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Having a Baby: Your Rights and Legal Responsibilities

This section covers the legal responsibilities of parents when a baby is born, namely registering the birth and obtaining a birth certificate.

In England and Wales, the birth of a baby must be registered within 42 days of the child being born. You can either do this at the hospital before the mother returns home or at a register office.

Who can register a birth?

The mother of a child can register the birth of her child on her own. If she was married to father at the time of conception or birth then both of the parents’ names will be recorded on the birth certificate.

Otherwise an unmarried father can only be named on the birth certificate if:

  • he goes to register the birth together with the mother
  • one parent goes to register the birth with a statutory declaration of acknowledgement of parentage made by the other parent
  • one parent goes to register the birth with a court order granting the father parental responsibility for the child

If the father was married to the mother at the time of conception or birth, he can register the birth on his own, and both names will be on the certificate.

If neither parent can register the birth in person, then certain other people can do it instead, such as:

  • someone who was present at the birth
  • someone who is responsible for the child
  • a member of the administrative staff at the hospital where the child was born

Same-sex parents

In order for a male same-sex couple to register themselves as the parents of a child, they must obtain a parental order from the court.

For female same-sex couples, the rules depend on whether the couple has entered into a civil partnership.

Either woman of a civil partnership can register the birth by herself if all of the following statements are true:

  • The mother had the child by donor insemination or fertility treatment.
  • She was in a civil partnership at the time of the treatment.
  • Her civil partner is the child’s legal parent.

If the mother of a child and her partner are not in a civil partnership, the partner can still be treated as the child’s legal parent if:

  • The couple conceived at a licensed clinic in the UK.
  • Both partners sign consent forms to that purpose.

For the partner of the mother to be named on the birth certificate, and therefore acquire parental responsibility, the couple must do one of the following:

  • register the birth jointly
  • complete a ‘statutory declaration of acknowledgement of parentage’ form, with one parent taking a copy when she registers the birth
  • obtain a document from a court giving the second parent responsibility and bring this to the registration of the birth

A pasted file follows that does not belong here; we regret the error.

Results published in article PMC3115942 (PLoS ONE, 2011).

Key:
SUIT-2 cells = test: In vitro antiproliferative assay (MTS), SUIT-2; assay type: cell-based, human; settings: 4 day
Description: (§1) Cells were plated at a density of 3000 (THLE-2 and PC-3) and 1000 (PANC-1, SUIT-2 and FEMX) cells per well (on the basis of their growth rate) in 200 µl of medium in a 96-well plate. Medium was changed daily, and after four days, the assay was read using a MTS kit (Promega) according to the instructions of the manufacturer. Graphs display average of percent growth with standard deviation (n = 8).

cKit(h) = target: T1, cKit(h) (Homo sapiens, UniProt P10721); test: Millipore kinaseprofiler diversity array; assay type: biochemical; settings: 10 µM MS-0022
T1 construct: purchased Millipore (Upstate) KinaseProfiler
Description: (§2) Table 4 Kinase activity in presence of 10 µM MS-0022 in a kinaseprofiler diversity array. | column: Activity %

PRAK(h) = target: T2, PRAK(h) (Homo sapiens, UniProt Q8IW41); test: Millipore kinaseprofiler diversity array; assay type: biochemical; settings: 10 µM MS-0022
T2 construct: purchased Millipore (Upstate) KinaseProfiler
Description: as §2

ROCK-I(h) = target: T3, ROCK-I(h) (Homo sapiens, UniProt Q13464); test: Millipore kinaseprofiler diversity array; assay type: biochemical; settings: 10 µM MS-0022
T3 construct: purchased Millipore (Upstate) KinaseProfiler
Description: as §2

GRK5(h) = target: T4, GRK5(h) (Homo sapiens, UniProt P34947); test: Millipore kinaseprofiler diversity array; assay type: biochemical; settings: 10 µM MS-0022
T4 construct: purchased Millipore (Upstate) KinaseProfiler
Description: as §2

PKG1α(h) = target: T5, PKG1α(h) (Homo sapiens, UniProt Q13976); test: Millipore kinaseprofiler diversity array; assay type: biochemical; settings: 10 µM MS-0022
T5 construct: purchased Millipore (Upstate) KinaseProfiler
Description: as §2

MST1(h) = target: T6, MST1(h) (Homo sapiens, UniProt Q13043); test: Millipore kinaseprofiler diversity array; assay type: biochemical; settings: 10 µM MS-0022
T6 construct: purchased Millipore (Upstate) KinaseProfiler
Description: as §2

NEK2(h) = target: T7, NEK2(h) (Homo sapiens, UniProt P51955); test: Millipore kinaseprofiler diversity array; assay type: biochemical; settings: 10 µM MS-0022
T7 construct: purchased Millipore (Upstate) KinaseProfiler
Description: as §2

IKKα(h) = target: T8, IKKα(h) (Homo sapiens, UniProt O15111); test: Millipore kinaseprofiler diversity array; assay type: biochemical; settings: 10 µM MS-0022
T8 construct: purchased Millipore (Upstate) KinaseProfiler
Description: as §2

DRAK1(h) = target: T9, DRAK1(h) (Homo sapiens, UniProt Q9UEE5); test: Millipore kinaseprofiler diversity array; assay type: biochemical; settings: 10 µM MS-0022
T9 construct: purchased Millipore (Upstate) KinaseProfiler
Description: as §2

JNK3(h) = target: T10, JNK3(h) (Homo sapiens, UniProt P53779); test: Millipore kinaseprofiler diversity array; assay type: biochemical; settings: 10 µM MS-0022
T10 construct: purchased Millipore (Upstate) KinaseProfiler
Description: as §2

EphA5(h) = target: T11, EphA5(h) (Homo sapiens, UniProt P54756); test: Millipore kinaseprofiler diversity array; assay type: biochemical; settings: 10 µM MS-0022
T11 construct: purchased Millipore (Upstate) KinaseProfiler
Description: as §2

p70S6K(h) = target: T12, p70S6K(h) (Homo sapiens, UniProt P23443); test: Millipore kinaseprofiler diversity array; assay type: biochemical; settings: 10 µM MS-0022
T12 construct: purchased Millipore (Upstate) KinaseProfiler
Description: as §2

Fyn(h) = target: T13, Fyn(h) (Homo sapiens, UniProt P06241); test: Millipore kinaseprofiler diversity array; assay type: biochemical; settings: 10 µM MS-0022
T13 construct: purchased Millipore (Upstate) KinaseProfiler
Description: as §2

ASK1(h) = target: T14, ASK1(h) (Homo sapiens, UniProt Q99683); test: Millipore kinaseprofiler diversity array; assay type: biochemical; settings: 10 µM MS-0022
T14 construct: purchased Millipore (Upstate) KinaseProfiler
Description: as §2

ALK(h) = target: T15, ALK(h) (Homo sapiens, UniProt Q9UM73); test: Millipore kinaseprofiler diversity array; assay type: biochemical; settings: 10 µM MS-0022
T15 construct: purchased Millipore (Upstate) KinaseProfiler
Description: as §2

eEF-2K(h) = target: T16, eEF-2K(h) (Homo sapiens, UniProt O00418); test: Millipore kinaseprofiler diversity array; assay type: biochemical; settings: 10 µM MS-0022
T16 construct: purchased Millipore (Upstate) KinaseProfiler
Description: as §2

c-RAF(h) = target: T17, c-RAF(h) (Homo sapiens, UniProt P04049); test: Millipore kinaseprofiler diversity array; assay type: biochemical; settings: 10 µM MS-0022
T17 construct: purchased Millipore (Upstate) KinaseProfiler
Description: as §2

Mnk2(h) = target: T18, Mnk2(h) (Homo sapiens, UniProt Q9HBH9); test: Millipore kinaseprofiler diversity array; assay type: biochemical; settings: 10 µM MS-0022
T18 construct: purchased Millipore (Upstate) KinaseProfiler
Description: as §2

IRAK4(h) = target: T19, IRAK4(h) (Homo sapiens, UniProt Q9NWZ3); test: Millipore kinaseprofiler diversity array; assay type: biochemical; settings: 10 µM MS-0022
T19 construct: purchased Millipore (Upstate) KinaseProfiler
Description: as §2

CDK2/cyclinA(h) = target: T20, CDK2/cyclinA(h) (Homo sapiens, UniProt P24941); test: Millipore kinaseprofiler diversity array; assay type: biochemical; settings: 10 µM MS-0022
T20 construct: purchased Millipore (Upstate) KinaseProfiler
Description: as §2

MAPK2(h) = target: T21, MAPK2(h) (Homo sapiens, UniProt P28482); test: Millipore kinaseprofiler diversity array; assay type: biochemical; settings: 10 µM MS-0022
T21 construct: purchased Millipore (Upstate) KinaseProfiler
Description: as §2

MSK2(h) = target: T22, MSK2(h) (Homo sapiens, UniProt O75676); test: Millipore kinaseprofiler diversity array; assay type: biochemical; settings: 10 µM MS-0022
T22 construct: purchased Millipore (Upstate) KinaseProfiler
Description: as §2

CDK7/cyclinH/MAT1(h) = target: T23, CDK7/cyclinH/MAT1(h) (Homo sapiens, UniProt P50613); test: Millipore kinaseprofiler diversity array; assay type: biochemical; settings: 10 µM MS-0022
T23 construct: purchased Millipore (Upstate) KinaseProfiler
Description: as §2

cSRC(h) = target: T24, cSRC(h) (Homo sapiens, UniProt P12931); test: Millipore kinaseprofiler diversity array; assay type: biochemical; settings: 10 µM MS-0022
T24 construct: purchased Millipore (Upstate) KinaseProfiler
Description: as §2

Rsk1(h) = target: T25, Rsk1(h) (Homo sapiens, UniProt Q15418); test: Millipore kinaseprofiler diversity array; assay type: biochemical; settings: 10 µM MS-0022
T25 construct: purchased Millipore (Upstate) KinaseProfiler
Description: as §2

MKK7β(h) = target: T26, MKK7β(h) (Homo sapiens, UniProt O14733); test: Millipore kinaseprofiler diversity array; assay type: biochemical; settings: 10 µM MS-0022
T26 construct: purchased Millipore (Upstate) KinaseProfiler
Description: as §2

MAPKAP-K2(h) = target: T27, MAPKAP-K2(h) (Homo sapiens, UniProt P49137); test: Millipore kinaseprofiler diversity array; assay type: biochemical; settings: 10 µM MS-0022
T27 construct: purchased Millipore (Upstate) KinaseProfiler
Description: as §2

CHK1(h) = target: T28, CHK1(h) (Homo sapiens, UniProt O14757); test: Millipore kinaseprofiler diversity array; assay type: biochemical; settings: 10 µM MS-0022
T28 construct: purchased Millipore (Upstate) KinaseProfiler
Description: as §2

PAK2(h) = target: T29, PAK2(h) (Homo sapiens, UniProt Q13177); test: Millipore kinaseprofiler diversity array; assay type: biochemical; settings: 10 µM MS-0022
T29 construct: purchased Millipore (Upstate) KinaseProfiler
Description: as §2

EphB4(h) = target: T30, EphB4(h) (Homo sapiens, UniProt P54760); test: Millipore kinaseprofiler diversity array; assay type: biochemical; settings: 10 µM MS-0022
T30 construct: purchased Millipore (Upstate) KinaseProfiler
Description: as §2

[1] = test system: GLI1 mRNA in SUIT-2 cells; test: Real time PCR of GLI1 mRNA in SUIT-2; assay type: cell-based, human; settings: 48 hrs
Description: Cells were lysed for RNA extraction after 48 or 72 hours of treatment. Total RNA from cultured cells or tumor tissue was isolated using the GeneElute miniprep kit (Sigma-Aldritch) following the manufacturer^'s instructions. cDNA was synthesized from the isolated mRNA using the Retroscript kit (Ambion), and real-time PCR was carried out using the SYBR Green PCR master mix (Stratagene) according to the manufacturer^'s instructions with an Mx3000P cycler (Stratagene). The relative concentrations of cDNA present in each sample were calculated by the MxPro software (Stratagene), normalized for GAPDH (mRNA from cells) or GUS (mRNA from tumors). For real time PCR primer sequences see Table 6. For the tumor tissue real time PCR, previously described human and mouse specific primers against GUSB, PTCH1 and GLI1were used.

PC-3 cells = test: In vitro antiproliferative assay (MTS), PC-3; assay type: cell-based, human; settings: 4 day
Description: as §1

Registering the birth

When registering a birth you will need to ensure that you have all the necessary information about the birth.

The government says that you should know the:

  • place and date of the birth
  • name, surname and sex of the baby
  • parents’ names, surnames and address
  • places and dates of parents’ birth
  • date of parents’ marriage or civil partnership
  • parents’ jobs
  • mother’s maiden surname.

You should also bring some form of personal identification.

Getting a birth certificate

Once you register your baby’s birth, you will be issued a birth certificate for free. This will be the short version of the birth certificate which only contains the details of the baby and not those of the parents.

You will be able to get this short version of the birth certificate straight away if you register the birth in the area where your child was born. It you register if somewhere else, you will have to wait for a few days.

You can order a full birth certificate with details of the parents, or acquire additional copies from a register office, at any time.

Organisations to inform

The government operates the Tell Us Once service in selected areas, which can report the birth of your child to several of their organisations at once, saving you a lot of time. When you go to your Tell Us Once appointment you will need to have the personal details, including national insurance numbers, of anyone named on the birth register or any partner living in the same household.

As having a child will affect your entitlement to benefits, you will need to have details of any benefits you are receiving or have applied for, as well as any that anyone named on the birth register or living with you as a partner is receiving or has applied for.

If Tell Us Once is not available in your area, you will have to apply for Child Tax Credit separately and contact Jobcentre Plus about your benefits.

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